In February 2014, also near the Public Square, a black mob attacked a disabled army veteran. They first saw him on a bus, then followed him when he left it. They kicked him, punched him, and knocked him down -- all the while saying ‘Knock that boy out! White boy. Cracker. Knock that white boy out.’
One TV reporter at Channel 19 said thugs and “teen mobs” do that a lot in Cleveland near Public Square, but curiously, a search of his station’s web site failed to turn up even one report on it.
Black mob violence has also marred for several years the Fourth of July celebrations in the Cleveland suburb of Bedford. Almost none of which made its way to the local media. But the city council heard an earful from local residents following 2012’s holiday violence.
They reported that 50 to 80 black people were hitting people in the face and disrupting the festival and surrounding areas. “Police officers used pepper ball pellets and a taser,” said city council minutes from a Special Meeting in August 2012. “Even the Wal-Mart and Get-Go store had to be closed for three hours.”
Closing the Wal-Mart is DefCon 5.
“The Mayor was shocked by what he had witnessed,” said the minutes. The mayor assured the audience that Bedford was “not the only city that had these types of problems.” People were “traveling from city to city just causing problems.”
It was no problem for the local press: They just ignored it.
Lots of those cities and holiday riots are documented in that scintillating best-seller Don’t Make the Black Kids Angry.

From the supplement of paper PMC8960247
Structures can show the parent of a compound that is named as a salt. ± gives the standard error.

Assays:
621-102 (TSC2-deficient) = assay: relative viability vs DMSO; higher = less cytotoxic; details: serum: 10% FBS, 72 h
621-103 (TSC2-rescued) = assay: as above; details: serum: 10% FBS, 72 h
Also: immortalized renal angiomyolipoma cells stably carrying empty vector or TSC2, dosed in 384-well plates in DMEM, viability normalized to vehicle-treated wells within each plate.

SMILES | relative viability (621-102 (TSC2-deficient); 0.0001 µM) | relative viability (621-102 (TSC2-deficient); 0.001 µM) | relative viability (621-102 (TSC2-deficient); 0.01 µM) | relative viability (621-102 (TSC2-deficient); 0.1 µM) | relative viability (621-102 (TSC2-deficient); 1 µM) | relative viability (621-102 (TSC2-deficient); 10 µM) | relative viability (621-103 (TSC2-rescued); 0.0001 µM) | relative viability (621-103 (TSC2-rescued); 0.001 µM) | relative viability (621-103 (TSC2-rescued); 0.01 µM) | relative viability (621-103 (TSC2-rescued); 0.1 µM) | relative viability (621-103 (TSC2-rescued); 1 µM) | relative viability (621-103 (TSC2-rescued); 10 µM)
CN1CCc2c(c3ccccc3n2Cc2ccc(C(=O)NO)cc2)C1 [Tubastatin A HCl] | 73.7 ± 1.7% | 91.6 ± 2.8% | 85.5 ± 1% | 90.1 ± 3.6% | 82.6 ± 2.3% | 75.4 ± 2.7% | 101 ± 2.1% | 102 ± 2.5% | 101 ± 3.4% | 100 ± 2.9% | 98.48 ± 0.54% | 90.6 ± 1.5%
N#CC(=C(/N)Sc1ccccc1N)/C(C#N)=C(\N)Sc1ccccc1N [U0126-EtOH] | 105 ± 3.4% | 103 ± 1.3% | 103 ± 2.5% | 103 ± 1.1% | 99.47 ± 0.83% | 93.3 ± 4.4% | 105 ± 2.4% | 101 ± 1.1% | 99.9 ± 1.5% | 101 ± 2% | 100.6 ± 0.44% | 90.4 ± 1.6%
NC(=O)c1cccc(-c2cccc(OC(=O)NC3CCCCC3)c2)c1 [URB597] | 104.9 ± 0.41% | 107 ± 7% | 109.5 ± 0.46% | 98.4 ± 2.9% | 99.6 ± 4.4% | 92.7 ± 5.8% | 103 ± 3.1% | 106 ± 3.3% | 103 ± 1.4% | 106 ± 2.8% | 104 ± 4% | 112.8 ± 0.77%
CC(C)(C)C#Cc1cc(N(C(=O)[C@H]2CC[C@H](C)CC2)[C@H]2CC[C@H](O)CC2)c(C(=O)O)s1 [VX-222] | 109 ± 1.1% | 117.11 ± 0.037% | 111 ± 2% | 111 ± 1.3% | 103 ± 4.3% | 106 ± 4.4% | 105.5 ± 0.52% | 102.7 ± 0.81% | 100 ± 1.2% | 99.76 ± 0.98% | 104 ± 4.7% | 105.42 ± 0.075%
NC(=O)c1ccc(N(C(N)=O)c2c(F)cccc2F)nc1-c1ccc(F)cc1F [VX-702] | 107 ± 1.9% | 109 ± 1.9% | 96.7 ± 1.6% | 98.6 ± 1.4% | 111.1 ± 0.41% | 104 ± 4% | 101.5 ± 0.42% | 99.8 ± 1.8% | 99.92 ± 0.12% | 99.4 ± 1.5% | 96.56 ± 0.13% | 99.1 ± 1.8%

Because Bedford no longer has a daily newspaper, the city sent out a “Code Red” message warning residents of the violence and lawlessness that was “out of control” at their event. Three surrounding police agencies were called in to quell the violence.
The fire chief said his people were not armed or trained for this kind of activity.
Some of the residents complained of “political correctness” that prevented them from talking about what really happened. City manager Henry Angelo did not deny that black mobs were responsible for the violence. But he did say it was contemptuous that anyone would notice.
Such as your humble correspondent. I get that a lot. I do not care.
Another Cleveland suburb, Shaker Heights, also cancelled the Fourth of July fireworks: "There have been problems in maintaining order and dealing with huge numbers of young people who have shown up through social media at the fireworks and who have been disruptive,” said Mayor Earl Leiken to the Shaker Heights Patch.
This is a long list: Black mob violence in Cleveland schools? Plenty of it.
Black mob violence against gay people in Cleveland? Plenty of that too, though the gay press is loath to say so.
Councilman Reed is not the first black city councilman in Cleveland to call for greater action against black mob violence. That honor goes to former Councilman Eugene Miller when, in June, 2013, the councilman dialed 911 because 100 to 200 “sorry ass” black people were rioting in front of his house. “I’m sick of this,” he told the emergency dispatcher in a series of increasingly irate phone calls. “I need the police over here immediately,” he said. “People are going to have to go to jail tonight. I got about 100 sorry ass black kids out here acting the fool. In front of my damn house and I’m sick of this.”
“Nobody should have to live through this shit.”
Colin Flaherty is author of Don’t Make the Black Kids Angry, which documents how Cleveland, as bad as it is, is just about average for black on white crime.